Webster 1913 Edition
p. pr. & vb. n.
To twist; to turn; now, usually, to twist or turn so as to distort; to wring.“With writhing [turning] of a pin.”
Then Satan first knew pain,
writhedhim to and fro.
Her mouth she
writhed, her forehead taught to frown.
writhenarms, and mighty hands.
To wrest; to distort; to pervert.
The reason which he yieldeth showeth the least part of his meaning to be that whereunto his words are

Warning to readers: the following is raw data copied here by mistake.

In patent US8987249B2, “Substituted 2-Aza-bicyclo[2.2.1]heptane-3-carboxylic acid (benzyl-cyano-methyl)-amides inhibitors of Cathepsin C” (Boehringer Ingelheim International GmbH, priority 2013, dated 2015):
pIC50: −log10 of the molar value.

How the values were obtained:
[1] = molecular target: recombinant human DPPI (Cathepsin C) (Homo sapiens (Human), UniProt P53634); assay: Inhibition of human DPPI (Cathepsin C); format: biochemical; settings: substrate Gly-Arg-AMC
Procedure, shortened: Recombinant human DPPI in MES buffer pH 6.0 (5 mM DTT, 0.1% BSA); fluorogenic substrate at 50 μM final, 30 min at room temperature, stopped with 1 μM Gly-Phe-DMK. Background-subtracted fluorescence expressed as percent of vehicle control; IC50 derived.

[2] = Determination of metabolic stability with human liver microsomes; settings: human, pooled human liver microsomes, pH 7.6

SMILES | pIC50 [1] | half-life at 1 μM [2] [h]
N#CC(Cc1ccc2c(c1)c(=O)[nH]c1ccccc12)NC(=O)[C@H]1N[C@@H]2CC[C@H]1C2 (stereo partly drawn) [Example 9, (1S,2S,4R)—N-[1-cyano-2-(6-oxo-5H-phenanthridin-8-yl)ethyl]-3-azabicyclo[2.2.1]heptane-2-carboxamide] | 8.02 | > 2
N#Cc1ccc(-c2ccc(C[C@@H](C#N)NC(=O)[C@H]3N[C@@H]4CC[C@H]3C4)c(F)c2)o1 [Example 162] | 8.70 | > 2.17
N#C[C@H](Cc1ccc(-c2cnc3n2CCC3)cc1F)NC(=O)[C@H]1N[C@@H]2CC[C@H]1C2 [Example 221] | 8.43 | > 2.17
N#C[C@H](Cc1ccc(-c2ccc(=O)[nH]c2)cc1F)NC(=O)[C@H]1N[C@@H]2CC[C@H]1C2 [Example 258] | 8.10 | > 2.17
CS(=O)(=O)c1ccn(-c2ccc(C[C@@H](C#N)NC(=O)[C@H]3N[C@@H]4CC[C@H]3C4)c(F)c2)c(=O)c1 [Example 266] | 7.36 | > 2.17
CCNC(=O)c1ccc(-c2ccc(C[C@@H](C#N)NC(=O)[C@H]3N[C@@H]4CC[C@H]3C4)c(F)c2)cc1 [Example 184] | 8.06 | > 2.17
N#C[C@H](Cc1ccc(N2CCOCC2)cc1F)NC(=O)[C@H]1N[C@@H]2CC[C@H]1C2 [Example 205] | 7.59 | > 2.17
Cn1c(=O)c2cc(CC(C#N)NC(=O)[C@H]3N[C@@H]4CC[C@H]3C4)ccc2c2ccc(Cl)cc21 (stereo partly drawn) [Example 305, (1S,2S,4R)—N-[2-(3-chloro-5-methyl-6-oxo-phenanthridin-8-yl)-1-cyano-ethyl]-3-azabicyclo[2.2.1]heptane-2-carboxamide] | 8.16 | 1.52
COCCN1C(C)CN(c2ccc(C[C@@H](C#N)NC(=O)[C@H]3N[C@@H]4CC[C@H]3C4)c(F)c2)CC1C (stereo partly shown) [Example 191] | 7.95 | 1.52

To extort; to wring; to wrest.
The nobility hesitated not to follow the example of their sovereign in
writhingmoney from them by every species of oppression.
Sir W. Scott.
To twist or contort the body; to be distorted;
as, to. Also used figuratively.
After every attempt, he felt that he had failed, and
writhedwith shame and vexation.
Webster 1828 Edition
1.To twist; to distort.
Her mouth she writhd.
2.To twist with violence; as, to writhe the body.
3.To wrest; to distort; to torture; as, to writhe words.